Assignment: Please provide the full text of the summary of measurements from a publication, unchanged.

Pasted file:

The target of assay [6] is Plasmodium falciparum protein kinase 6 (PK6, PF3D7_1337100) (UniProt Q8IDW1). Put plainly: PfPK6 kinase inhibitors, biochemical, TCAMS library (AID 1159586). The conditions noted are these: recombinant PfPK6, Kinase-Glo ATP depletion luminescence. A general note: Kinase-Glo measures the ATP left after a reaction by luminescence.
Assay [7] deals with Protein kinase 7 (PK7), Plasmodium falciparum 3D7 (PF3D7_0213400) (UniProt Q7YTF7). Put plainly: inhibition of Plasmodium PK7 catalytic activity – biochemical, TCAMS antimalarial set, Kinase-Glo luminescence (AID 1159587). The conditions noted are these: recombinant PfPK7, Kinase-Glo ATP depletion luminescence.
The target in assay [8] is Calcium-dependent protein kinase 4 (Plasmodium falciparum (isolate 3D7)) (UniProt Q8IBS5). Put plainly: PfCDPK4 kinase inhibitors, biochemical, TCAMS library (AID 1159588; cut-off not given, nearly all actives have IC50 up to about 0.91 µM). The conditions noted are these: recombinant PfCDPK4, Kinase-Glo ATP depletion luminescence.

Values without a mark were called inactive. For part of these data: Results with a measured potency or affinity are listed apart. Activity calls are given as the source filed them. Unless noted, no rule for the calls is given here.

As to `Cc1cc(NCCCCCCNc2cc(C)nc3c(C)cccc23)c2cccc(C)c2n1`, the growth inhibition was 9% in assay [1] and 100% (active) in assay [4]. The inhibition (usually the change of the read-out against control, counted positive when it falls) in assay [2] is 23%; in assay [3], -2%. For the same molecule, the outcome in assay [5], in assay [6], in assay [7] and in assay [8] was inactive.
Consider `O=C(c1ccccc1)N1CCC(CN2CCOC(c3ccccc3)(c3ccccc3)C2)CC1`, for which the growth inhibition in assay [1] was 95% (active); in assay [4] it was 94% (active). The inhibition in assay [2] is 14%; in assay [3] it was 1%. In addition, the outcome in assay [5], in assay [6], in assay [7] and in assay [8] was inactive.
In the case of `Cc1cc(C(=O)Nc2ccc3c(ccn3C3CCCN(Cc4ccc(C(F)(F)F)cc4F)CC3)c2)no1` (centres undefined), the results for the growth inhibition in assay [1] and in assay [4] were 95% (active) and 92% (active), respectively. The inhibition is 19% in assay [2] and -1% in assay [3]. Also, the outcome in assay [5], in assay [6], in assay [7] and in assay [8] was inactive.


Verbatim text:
The target of assay [6] is Plasmodium falciparum protein kinase 6 (PK6, PF3D7_1337100) (UniProt Q8IDW1). Put plainly: PfPK6 kinase inhibitors, biochemical, TCAMS library (AID 1159586). The conditions noted are these: recombinant PfPK6, Kinase-Glo ATP depletion luminescence. A general note: Kinase-Glo measures the ATP left after a reaction by luminescence.
Assay [7] deals with Protein kinase 7 (PK7), Plasmodium falciparum 3D7 (PF3D7_0213400) (UniProt Q7YTF7). Put plainly: inhibition of Plasmodium PK7 catalytic activity – biochemical, TCAMS antimalarial set, Kinase-Glo luminescence (AID 1159587). The conditions noted are these: recombinant PfPK7, Kinase-Glo ATP depletion luminescence.
The target in assay [8] is Calcium-dependent protein kinase 4 (Plasmodium falciparum (isolate 3D7)) (UniProt Q8IBS5). Put plainly: PfCDPK4 kinase inhibitors, biochemical, TCAMS library (AID 1159588; cut-off not given, nearly all actives have IC50 up to about 0.91 µM). The conditions noted are these: recombinant PfCDPK4, Kinase-Glo ATP depletion luminescence.

Values without a mark were called inactive. For part of these data: Results with a measured potency or affinity are listed apart. Activity calls are given as the source filed them. Unless noted, no rule for the calls is given here.

As to `Cc1cc(NCCCCCCNc2cc(C)nc3c(C)cccc23)c2cccc(C)c2n1`, the growth inhibition was 9% in assay [1] and 100% (active) in assay [4]. The inhibition (usually the change of the read-out against control, counted positive when it falls) in assay [2] is 23%; in assay [3], -2%. For the same molecule, the outcome in assay [5], in assay [6], in assay [7] and in assay [8] was inactive.
Consider `O=C(c1ccccc1)N1CCC(CN2CCOC(c3ccccc3)(c3ccccc3)C2)CC1`, for which the growth inhibition in assay [1] was 95% (active); in assay [4] it was 94% (active). The inhibition in assay [2] is 14%; in assay [3] it was 1%. In addition, the outcome in assay [5], in assay [6], in assay [7] and in assay [8] was inactive.
In the case of `Cc1cc(C(=O)Nc2ccc3c(ccn3C3CCCN(Cc4ccc(C(F)(F)F)cc4F)CC3)c2)no1` (centres undefined), the results for the growth inhibition in assay [1] and in assay [4] were 95% (active) and 92% (active), respectively. The inhibition is 19% in assay [2] and -1% in assay [3]. Also, the outcome in assay [5], in assay [6], in assay [7] and in assay [8] was inactive.